ByKarly Rayner, writer at Creators.co
Movie Pilot's celebrity savant
Karly Rayner

Andrew Garfield has revealed that he is open to the idea of a same-sex relationship in a new interview, but his reductive comments on gay-culture have left a bitter taste with some members of the LGBT community.

In recent Q&A panel promoting Garfield's new play Angels In America — in which he plays a gay man — the 33-year old actor explained that, although he has never had a same-sex experience, he isn't opposed to the possibility:

"As far as I know, I am not a gay man. Maybe I’ll have an awakening later in my life, which I’m sure will be wonderful and I’ll get to explore that part of the garden, but right now I’m secluded to my area, which is wonderful as well. I adore it, but a big concern was what right do I have to play this wonderful gay role?"

Andrew went on to explain how he prepared for the role by learning about gay history and drawing on the experiences of his gay friends for inspiration:

"I had to trust that it was the right thing and Tony [Kushner, writer of 'Angels in America'] had asked me and maybe if he’d asked me, it was the right thing. It was as about doing honour, doing justice and knowing my herstory. The preparation had begun before [rehearsals began] with a lot of my friends. [The play is] as much devoted to my friends in the gay community as it is those that passed during the epidemic.”

How else did prepare to step into the shoes of a man dealing with the devastating realities of battling the AIDs virus? By getting his chums around to watch RuPaul's Drag Race, obviously!

“My only time off during rehearsals – every Sunday I would have eight friends over and we would just watch Ru. I mean every single series of RuPaul’s Drag Race. I mean every series. This is my life outside of this play. I am a gay man right now just without the physical act – that’s all.”

While Andrew's comments were obviously intended in good faith, his comments haven't gone down well with everyone. Many people have expressed their concern that Garfield has essentially reduced the rich tapestry of gay culture to a show about drag:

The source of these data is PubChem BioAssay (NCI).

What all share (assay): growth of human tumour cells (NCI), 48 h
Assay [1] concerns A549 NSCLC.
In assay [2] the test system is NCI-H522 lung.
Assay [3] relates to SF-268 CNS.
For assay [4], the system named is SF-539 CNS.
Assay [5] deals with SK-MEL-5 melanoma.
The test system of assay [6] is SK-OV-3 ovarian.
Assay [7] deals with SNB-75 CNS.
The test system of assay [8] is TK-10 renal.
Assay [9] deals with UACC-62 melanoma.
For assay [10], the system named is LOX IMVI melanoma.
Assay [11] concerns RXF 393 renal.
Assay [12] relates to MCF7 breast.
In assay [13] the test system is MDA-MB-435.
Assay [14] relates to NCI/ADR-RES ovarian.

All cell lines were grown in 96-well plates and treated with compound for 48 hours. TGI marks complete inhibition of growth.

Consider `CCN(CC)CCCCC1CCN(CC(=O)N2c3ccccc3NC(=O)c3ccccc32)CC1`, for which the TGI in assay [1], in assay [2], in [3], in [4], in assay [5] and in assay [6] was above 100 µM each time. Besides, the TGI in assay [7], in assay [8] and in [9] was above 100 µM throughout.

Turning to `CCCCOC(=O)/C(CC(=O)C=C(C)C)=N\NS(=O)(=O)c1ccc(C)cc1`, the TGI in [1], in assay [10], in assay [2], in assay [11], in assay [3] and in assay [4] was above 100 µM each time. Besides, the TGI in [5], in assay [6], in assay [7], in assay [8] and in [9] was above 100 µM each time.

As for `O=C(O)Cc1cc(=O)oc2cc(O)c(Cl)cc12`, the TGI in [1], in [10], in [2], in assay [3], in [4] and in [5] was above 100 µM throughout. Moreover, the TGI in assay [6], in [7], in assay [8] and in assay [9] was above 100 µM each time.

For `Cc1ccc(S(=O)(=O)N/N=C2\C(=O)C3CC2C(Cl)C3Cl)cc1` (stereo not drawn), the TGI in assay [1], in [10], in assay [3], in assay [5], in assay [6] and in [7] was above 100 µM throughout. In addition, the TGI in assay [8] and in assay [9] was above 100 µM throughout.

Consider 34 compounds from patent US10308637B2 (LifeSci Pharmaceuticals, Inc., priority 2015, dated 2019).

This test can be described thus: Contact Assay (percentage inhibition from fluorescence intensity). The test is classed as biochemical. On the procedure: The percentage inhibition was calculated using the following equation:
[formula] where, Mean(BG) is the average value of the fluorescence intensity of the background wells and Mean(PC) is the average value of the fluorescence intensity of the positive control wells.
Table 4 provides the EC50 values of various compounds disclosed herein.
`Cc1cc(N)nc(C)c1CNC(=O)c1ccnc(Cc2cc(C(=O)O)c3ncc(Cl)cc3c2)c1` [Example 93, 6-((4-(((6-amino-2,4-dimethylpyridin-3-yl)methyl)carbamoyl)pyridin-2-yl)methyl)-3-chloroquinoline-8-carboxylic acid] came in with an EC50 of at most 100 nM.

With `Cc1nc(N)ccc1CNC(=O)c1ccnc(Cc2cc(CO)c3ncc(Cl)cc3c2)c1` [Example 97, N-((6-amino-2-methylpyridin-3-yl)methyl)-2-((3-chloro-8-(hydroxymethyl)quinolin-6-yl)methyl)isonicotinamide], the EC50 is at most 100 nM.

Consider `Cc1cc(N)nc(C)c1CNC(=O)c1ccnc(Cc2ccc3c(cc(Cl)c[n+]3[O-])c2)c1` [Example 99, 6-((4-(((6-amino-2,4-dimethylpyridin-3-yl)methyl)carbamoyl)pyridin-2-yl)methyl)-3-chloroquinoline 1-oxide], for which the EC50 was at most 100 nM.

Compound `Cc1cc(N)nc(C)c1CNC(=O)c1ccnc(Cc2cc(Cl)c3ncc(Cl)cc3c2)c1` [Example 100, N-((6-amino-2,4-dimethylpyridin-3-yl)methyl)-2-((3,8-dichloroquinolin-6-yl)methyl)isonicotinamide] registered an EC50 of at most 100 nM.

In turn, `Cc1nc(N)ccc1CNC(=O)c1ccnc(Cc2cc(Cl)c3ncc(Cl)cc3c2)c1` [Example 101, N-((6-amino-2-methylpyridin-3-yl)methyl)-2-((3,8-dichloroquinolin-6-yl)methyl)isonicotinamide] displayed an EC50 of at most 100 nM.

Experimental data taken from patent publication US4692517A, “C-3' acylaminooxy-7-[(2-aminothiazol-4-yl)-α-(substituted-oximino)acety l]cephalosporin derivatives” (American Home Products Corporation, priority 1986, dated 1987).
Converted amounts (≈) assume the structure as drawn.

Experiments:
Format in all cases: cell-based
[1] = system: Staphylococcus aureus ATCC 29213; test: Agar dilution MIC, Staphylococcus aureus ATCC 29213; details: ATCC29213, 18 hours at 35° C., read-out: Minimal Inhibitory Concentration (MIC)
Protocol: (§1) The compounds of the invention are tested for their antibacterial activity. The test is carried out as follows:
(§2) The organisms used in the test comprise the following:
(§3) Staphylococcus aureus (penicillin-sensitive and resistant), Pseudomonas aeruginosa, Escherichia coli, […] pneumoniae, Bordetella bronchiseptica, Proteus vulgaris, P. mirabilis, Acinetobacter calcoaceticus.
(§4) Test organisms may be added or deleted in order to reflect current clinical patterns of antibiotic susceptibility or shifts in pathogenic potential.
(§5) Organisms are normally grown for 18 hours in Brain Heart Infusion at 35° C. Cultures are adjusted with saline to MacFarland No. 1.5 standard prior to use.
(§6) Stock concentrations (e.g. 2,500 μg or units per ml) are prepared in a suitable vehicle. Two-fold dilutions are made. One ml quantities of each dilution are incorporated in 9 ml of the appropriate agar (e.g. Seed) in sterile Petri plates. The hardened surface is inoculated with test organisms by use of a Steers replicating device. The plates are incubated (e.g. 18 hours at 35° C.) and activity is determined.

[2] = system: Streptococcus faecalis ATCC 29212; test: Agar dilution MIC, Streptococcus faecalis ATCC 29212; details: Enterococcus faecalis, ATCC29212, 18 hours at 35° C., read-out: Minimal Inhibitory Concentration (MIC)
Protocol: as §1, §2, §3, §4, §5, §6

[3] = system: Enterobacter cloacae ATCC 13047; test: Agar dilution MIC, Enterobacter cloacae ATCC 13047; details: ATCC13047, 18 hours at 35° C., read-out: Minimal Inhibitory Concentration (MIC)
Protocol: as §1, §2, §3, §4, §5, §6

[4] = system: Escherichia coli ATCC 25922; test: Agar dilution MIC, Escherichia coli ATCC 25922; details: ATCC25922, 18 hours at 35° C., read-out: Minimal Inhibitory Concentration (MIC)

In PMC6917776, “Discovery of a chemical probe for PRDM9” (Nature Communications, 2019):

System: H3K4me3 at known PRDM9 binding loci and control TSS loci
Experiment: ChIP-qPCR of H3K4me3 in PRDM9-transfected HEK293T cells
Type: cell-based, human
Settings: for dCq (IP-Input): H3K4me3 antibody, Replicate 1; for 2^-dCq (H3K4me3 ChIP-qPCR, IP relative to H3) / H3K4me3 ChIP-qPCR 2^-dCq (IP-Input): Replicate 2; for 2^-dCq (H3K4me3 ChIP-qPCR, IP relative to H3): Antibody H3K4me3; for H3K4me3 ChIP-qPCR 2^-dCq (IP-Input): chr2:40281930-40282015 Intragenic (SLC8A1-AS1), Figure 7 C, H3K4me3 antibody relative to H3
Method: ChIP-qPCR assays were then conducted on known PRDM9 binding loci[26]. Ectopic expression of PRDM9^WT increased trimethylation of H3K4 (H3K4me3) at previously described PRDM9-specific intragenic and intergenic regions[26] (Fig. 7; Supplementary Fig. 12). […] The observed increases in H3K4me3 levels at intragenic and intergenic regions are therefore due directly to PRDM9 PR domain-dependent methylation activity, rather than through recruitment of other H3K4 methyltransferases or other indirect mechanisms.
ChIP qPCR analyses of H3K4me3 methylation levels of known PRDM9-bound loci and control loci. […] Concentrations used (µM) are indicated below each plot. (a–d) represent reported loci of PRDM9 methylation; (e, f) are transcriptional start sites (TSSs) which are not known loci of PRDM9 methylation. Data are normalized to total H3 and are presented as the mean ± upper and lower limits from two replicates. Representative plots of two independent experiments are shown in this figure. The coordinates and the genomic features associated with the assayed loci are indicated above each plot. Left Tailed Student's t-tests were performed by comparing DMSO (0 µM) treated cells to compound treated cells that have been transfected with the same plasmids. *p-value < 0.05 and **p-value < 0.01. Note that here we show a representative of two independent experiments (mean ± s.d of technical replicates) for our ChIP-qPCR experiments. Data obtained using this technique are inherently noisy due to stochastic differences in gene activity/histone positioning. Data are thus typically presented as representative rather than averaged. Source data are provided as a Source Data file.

While RuPaul's Drag Race is an incredible show that features one of the most diverse casts on TV an a surprising amount of deep conversation about what it means to be gay, it's understandable how referencing the show in this context is problematic.

By implying that this frivolous, OTT show is the epicentre of gay culture, Garfield is helping to reinforce many of the damaging stereotypes that make a lot of gay men extremely uncomfortable. When you consider his research was for the deeply grave topic of the ravages of HIV, it seems even more of an inappropriate choice.

The implication that you have to have had a sexual experience with the opposite sex to know that you are queer is also problematic. Most people know they are gay, bi, queer, pansexual or whatever they identify as a long time before their first same-sex sexual encounter and erasing this aspect of being queer can increase feelings of isolation:

In Garfield's defence, this was a lighthearted panel discussion and he was probably just following the tone of the conversation while trying to entertain the audience. The actor has made many positive contributions to discussions about LGBT characters in popular entertainment in the past and the published comments are only part of what would have been a much bigger discussion. On the other hand, it is easy to see why campaigners are annoyed. The fight for positive representation is a very real battle, especially in the realms of entertainment, and every comment by a public figure can count as a step back.

What are your thoughts on Andrew Garfield's comments?

Trending

Latest from our Creators